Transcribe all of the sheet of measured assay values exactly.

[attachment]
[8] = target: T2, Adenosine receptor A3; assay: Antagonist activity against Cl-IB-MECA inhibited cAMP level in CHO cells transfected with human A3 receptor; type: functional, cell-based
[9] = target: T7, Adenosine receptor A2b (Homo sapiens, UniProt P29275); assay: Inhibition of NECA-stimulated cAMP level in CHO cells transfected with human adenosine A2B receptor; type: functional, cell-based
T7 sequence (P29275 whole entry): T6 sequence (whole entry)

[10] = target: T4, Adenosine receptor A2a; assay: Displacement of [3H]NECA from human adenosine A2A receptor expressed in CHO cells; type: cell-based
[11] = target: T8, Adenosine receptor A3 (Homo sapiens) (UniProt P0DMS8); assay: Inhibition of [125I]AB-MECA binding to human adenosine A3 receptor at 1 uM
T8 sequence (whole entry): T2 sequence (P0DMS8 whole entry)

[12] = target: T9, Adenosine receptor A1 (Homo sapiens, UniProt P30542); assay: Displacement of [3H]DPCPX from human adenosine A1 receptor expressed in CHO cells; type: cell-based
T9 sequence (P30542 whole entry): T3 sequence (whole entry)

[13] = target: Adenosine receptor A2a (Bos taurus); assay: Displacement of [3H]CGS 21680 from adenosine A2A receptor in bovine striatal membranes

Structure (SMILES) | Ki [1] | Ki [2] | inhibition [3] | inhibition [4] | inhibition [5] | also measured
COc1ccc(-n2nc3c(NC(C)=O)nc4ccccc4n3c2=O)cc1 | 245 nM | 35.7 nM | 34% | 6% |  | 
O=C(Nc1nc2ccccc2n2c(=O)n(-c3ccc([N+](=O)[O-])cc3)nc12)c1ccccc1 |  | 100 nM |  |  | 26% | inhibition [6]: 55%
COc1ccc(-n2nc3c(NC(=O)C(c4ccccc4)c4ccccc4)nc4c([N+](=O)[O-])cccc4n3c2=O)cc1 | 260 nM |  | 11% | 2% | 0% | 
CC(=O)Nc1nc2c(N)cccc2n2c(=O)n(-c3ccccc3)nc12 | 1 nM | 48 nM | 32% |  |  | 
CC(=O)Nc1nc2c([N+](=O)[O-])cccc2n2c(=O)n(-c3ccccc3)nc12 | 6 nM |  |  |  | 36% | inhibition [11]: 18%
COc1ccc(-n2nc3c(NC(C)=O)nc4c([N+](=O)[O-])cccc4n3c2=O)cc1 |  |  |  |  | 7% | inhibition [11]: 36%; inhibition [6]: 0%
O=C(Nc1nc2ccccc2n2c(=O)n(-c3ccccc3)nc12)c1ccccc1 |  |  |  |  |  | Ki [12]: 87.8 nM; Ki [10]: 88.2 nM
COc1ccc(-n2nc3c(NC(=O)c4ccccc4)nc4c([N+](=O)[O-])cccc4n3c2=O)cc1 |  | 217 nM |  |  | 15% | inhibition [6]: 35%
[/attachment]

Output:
[8] = target: T2, Adenosine receptor A3; assay: Antagonist activity against Cl-IB-MECA inhibited cAMP level in CHO cells transfected with human A3 receptor; type: functional, cell-based
[9] = target: T7, Adenosine receptor A2b (Homo sapiens, UniProt P29275); assay: Inhibition of NECA-stimulated cAMP level in CHO cells transfected with human adenosine A2B receptor; type: functional, cell-based
T7 sequence (P29275 whole entry): T6 sequence (whole entry)

[10] = target: T4, Adenosine receptor A2a; assay: Displacement of [3H]NECA from human adenosine A2A receptor expressed in CHO cells; type: cell-based
[11] = target: T8, Adenosine receptor A3 (Homo sapiens) (UniProt P0DMS8); assay: Inhibition of [125I]AB-MECA binding to human adenosine A3 receptor at 1 uM
T8 sequence (whole entry): T2 sequence (P0DMS8 whole entry)

[12] = target: T9, Adenosine receptor A1 (Homo sapiens, UniProt P30542); assay: Displacement of [3H]DPCPX from human adenosine A1 receptor expressed in CHO cells; type: cell-based
T9 sequence (P30542 whole entry): T3 sequence (whole entry)

[13] = target: Adenosine receptor A2a (Bos taurus); assay: Displacement of [3H]CGS 21680 from adenosine A2A receptor in bovine striatal membranes

Structure (SMILES) | Ki [1] | Ki [2] | inhibition [3] | inhibition [4] | inhibition [5] | also measured
COc1ccc(-n2nc3c(NC(C)=O)nc4ccccc4n3c2=O)cc1 | 245 nM | 35.7 nM | 34% | 6% |  | 
O=C(Nc1nc2ccccc2n2c(=O)n(-c3ccc([N+](=O)[O-])cc3)nc12)c1ccccc1 |  | 100 nM |  |  | 26% | inhibition [6]: 55%
COc1ccc(-n2nc3c(NC(=O)C(c4ccccc4)c4ccccc4)nc4c([N+](=O)[O-])cccc4n3c2=O)cc1 | 260 nM |  | 11% | 2% | 0% | 
CC(=O)Nc1nc2c(N)cccc2n2c(=O)n(-c3ccccc3)nc12 | 1 nM | 48 nM | 32% |  |  | 
CC(=O)Nc1nc2c([N+](=O)[O-])cccc2n2c(=O)n(-c3ccccc3)nc12 | 6 nM |  |  |  | 36% | inhibition [11]: 18%
COc1ccc(-n2nc3c(NC(C)=O)nc4c([N+](=O)[O-])cccc4n3c2=O)cc1 |  |  |  |  | 7% | inhibition [11]: 36%; inhibition [6]: 0%
O=C(Nc1nc2ccccc2n2c(=O)n(-c3ccccc3)nc12)c1ccccc1 |  |  |  |  |  | Ki [12]: 87.8 nM; Ki [10]: 88.2 nM
COc1ccc(-n2nc3c(NC(=O)c4ccccc4)nc4c([N+](=O)[O-])cccc4n3c2=O)cc1 |  | 217 nM |  |  | 15% | inhibition [6]: 35%